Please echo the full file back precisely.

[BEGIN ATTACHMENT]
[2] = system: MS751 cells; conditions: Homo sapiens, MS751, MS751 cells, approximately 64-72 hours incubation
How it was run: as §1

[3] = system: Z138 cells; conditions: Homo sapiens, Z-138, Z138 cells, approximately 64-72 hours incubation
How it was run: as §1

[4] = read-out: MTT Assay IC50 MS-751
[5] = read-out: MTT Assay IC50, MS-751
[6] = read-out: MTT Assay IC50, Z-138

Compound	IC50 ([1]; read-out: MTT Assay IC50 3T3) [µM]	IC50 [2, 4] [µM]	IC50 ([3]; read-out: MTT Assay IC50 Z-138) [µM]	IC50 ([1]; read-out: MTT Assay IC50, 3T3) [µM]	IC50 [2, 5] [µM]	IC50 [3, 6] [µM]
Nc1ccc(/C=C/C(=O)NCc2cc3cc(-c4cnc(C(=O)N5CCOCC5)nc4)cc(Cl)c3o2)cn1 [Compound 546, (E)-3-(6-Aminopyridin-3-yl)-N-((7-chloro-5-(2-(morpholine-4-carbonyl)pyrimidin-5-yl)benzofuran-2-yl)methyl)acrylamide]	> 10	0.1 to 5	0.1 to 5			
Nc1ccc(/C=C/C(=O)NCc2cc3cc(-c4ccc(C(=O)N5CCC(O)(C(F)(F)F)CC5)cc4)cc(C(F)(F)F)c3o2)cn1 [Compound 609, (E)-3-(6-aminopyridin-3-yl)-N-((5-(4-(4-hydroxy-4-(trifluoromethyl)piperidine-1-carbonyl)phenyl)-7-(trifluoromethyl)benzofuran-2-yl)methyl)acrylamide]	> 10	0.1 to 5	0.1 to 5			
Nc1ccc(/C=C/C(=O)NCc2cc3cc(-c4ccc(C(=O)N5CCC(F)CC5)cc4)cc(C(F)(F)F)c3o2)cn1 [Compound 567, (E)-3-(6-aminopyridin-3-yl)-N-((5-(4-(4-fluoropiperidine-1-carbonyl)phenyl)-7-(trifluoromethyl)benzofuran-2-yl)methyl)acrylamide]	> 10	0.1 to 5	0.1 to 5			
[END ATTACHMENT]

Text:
[2] = system: MS751 cells; conditions: Homo sapiens, MS751, MS751 cells, approximately 64-72 hours incubation
How it was run: as §1

[3] = system: Z138 cells; conditions: Homo sapiens, Z-138, Z138 cells, approximately 64-72 hours incubation
How it was run: as §1

[4] = read-out: MTT Assay IC50 MS-751
[5] = read-out: MTT Assay IC50, MS-751
[6] = read-out: MTT Assay IC50, Z-138

Compound	IC50 ([1]; read-out: MTT Assay IC50 3T3) [µM]	IC50 [2, 4] [µM]	IC50 ([3]; read-out: MTT Assay IC50 Z-138) [µM]	IC50 ([1]; read-out: MTT Assay IC50, 3T3) [µM]	IC50 [2, 5] [µM]	IC50 [3, 6] [µM]
Nc1ccc(/C=C/C(=O)NCc2cc3cc(-c4cnc(C(=O)N5CCOCC5)nc4)cc(Cl)c3o2)cn1 [Compound 546, (E)-3-(6-Aminopyridin-3-yl)-N-((7-chloro-5-(2-(morpholine-4-carbonyl)pyrimidin-5-yl)benzofuran-2-yl)methyl)acrylamide]	> 10	0.1 to 5	0.1 to 5			
Nc1ccc(/C=C/C(=O)NCc2cc3cc(-c4ccc(C(=O)N5CCC(O)(C(F)(F)F)CC5)cc4)cc(C(F)(F)F)c3o2)cn1 [Compound 609, (E)-3-(6-aminopyridin-3-yl)-N-((5-(4-(4-hydroxy-4-(trifluoromethyl)piperidine-1-carbonyl)phenyl)-7-(trifluoromethyl)benzofuran-2-yl)methyl)acrylamide]	> 10	0.1 to 5	0.1 to 5			
Nc1ccc(/C=C/C(=O)NCc2cc3cc(-c4ccc(C(=O)N5CCC(F)CC5)cc4)cc(C(F)(F)F)c3o2)cn1 [Compound 567, (E)-3-(6-aminopyridin-3-yl)-N-((5-(4-(4-fluoropiperidine-1-carbonyl)phenyl)-7-(trifluoromethyl)benzofuran-2-yl)methyl)acrylamide]	> 10	0.1 to 5	0.1 to 5			